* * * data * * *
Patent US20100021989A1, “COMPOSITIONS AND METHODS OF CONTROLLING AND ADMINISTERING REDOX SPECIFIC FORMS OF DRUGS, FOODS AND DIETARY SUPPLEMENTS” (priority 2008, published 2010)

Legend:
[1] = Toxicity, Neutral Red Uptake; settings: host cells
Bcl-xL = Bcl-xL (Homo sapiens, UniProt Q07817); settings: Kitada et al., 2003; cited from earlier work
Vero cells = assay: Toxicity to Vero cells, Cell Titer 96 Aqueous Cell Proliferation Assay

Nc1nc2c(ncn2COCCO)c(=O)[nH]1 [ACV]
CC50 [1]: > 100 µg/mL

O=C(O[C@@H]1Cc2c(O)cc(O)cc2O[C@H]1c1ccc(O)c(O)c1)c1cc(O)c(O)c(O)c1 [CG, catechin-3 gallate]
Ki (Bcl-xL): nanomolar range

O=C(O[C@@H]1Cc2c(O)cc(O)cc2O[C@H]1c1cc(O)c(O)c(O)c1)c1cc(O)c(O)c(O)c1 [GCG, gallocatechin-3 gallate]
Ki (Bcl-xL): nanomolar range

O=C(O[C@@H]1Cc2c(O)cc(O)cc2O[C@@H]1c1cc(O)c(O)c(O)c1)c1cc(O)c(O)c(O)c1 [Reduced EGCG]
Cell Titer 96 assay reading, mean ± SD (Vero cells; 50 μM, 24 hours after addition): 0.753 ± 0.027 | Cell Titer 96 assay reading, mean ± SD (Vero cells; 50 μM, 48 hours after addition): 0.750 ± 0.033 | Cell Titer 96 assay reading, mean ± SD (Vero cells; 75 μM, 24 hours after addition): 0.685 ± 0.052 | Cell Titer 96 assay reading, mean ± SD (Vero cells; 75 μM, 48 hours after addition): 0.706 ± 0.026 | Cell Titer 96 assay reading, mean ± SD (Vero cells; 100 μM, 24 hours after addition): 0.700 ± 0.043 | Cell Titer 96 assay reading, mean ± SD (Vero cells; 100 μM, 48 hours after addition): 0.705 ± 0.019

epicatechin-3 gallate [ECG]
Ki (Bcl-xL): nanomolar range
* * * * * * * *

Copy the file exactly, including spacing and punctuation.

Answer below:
Patent US20100021989A1, “COMPOSITIONS AND METHODS OF CONTROLLING AND ADMINISTERING REDOX SPECIFIC FORMS OF DRUGS, FOODS AND DIETARY SUPPLEMENTS” (priority 2008, published 2010)

Legend:
[1] = Toxicity, Neutral Red Uptake; settings: host cells
Bcl-xL = Bcl-xL (Homo sapiens, UniProt Q07817); settings: Kitada et al., 2003; cited from earlier work
Vero cells = assay: Toxicity to Vero cells, Cell Titer 96 Aqueous Cell Proliferation Assay

Nc1nc2c(ncn2COCCO)c(=O)[nH]1 [ACV]
CC50 [1]: > 100 µg/mL

O=C(O[C@@H]1Cc2c(O)cc(O)cc2O[C@H]1c1ccc(O)c(O)c1)c1cc(O)c(O)c(O)c1 [CG, catechin-3 gallate]
Ki (Bcl-xL): nanomolar range

O=C(O[C@@H]1Cc2c(O)cc(O)cc2O[C@H]1c1cc(O)c(O)c(O)c1)c1cc(O)c(O)c(O)c1 [GCG, gallocatechin-3 gallate]
Ki (Bcl-xL): nanomolar range

O=C(O[C@@H]1Cc2c(O)cc(O)cc2O[C@@H]1c1cc(O)c(O)c(O)c1)c1cc(O)c(O)c(O)c1 [Reduced EGCG]
Cell Titer 96 assay reading, mean ± SD (Vero cells; 50 μM, 24 hours after addition): 0.753 ± 0.027 | Cell Titer 96 assay reading, mean ± SD (Vero cells; 50 μM, 48 hours after addition): 0.750 ± 0.033 | Cell Titer 96 assay reading, mean ± SD (Vero cells; 75 μM, 24 hours after addition): 0.685 ± 0.052 | Cell Titer 96 assay reading, mean ± SD (Vero cells; 75 μM, 48 hours after addition): 0.706 ± 0.026 | Cell Titer 96 assay reading, mean ± SD (Vero cells; 100 μM, 24 hours after addition): 0.700 ± 0.043 | Cell Titer 96 assay reading, mean ± SD (Vero cells; 100 μM, 48 hours after addition): 0.705 ± 0.019

epicatechin-3 gallate [ECG]
Ki (Bcl-xL): nanomolar range